That enthusiasm is a contrast to another planned project within the park, the proposed Seattle Asian Art Museum renovation and expansion that will add about 3,600 square feet to the back of the 84-year-old museum building. The proposed changes to the amphitheater have been developing since 2014. The amphitheater renovation is planned to cost $3 to $4 million, and will relocate the amphitheater as well as add a roof, handrails for accessibility and updated bathrooms. Both the amphitheater and SAAM expansion are a part of a longer initiative to renovate the landmark Volunteer Park.

David James, who has lived in Capitol Hill for over 35 years, said he loves the new design  of the amphitheater – especially the roof.

“It’s got curvature to it and yet it has direction and shape,” said James.

“Someone actually came up to us and told us it looked like a retail awning!” said Emily Perchlik, an architect on the project. “But he was nice about it.”

Thursday, the Seattle Asian Art Museum expansion received far less praise.

“I don’t have a backyard,” said Jill Passmore, a 20-year Capitol Hill resident, “and one foot of this park lost is too much for me.” Passmore refers to herself as proudly NIMBY about this issue.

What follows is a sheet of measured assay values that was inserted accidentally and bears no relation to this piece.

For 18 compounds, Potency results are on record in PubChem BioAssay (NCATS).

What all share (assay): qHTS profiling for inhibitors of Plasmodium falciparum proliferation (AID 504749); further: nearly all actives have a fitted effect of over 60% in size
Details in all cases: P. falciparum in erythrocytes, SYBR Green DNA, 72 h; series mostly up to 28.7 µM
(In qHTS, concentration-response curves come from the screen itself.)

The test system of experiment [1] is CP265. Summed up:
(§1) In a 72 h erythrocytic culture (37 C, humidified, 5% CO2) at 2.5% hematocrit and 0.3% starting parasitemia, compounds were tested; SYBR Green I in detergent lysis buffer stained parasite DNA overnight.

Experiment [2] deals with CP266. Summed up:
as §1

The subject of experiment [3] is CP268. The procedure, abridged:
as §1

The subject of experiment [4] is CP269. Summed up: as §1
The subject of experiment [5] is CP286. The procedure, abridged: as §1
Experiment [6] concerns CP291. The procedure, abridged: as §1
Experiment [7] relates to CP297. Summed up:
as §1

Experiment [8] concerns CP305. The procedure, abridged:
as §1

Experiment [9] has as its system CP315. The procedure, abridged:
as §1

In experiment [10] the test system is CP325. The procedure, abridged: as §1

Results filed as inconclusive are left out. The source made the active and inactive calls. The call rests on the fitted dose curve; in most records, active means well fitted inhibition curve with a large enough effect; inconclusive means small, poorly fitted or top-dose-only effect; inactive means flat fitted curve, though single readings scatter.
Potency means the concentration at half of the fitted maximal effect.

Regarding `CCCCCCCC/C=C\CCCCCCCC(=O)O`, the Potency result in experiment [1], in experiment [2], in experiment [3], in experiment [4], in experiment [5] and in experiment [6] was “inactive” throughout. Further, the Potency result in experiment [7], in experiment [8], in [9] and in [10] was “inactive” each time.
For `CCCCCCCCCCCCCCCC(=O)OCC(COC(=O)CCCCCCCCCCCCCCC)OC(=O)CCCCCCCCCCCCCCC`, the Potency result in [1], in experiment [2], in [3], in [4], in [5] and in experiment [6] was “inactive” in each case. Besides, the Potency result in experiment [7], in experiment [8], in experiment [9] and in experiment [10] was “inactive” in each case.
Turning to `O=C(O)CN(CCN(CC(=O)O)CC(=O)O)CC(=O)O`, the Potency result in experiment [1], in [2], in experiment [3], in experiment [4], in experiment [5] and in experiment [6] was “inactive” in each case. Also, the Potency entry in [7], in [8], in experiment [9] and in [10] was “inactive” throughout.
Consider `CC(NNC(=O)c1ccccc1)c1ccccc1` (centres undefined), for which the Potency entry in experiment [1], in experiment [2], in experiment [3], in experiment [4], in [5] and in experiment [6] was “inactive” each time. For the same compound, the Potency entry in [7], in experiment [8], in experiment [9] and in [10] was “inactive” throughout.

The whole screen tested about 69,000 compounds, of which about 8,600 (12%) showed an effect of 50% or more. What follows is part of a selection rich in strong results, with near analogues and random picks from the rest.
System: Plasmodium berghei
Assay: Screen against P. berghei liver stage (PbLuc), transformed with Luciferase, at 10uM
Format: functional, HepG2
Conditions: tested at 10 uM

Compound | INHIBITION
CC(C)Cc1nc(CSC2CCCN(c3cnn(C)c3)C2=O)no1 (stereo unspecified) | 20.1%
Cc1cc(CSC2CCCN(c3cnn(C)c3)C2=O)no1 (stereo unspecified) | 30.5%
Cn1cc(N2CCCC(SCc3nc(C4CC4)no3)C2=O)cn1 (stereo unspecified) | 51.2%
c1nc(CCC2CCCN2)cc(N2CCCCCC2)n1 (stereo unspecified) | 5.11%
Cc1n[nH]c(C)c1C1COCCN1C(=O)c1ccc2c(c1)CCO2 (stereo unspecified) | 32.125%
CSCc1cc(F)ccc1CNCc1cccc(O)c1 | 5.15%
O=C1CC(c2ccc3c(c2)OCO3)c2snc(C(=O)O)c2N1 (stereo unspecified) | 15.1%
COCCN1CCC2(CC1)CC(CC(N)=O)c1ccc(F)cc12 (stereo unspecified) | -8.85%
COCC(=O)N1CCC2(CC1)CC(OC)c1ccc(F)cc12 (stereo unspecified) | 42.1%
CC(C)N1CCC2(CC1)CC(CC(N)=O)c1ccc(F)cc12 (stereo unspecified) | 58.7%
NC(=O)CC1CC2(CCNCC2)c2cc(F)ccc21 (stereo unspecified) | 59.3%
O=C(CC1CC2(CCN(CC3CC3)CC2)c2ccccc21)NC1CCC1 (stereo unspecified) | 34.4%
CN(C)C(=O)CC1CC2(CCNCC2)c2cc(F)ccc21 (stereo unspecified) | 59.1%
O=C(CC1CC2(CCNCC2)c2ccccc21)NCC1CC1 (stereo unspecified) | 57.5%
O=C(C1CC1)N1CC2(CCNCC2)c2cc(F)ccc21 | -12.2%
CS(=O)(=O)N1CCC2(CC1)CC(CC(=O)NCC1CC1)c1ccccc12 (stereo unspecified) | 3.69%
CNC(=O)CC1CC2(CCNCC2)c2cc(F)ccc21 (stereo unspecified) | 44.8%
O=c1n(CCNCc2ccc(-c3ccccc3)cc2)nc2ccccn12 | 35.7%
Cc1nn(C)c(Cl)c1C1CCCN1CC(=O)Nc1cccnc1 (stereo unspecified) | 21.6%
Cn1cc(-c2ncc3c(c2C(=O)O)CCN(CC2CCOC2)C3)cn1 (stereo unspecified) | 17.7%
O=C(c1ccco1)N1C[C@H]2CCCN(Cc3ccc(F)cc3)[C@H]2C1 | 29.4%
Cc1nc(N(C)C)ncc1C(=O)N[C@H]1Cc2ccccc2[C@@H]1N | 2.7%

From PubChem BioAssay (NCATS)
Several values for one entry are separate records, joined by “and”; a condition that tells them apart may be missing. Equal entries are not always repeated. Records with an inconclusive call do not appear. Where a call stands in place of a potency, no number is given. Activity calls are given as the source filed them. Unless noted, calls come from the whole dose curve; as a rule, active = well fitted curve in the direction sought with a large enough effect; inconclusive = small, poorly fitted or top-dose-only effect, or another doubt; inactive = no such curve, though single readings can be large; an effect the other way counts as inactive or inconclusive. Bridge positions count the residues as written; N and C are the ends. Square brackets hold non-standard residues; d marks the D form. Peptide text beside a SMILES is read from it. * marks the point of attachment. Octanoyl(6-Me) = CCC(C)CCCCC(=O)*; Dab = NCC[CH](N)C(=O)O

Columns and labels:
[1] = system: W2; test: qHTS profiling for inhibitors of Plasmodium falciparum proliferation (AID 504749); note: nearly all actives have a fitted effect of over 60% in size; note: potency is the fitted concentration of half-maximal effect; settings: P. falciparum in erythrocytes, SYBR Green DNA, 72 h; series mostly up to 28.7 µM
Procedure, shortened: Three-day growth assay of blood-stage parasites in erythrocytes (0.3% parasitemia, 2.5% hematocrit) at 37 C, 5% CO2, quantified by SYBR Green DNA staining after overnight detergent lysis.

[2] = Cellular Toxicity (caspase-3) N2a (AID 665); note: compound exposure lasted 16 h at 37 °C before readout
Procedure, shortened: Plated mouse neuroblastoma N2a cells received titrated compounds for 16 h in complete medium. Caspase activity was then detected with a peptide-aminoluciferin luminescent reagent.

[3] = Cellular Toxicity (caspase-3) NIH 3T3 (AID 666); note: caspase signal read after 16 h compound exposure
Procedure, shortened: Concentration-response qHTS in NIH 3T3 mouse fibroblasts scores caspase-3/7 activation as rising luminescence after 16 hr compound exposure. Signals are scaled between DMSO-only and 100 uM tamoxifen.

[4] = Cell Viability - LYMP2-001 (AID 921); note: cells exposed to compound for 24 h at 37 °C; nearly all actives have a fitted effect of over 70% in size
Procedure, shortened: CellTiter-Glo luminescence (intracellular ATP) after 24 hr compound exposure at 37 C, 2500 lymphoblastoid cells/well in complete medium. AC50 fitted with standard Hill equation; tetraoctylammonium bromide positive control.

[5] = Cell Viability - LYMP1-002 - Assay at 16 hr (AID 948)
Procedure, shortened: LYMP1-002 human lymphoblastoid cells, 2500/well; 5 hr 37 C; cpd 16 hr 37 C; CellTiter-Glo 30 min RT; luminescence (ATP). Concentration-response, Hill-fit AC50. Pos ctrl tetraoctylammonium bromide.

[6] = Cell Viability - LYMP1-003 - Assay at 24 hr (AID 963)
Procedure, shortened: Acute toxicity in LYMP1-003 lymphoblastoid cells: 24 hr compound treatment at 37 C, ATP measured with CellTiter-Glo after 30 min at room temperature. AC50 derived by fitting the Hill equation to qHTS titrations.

Charles Ragen, who has lived across the street from Volunteer Park since he was a child, is skeptical about the SAAM project.

“I think a lot of it was done behind closed doors,” he said. “I’m all for the renovation but it feels like the expansion is a violation of public trust.”

The proposed addition would trade the museum’s prior art deco style for a more modern look that would allow museum visitors to overlook the park through huge panes of glass, which some said would be a problem for birds flying through the 48-acre park.

“I think it’s an invitation to trouble. I’m not a hippie or a bird lover, but I’m worried about birds flying into the new facade,” said Ragen.

Even people more positive on the expansion of SAAM felt it wasn’t communicated well to residents and frequenters of the park.

“I don’t think they were trying to pull a quickie, they wanted to have something ready when they revealed it to the public,” said Doug Bayley, who is on the committee for both projects and a former member of the Volunteer Park Trust.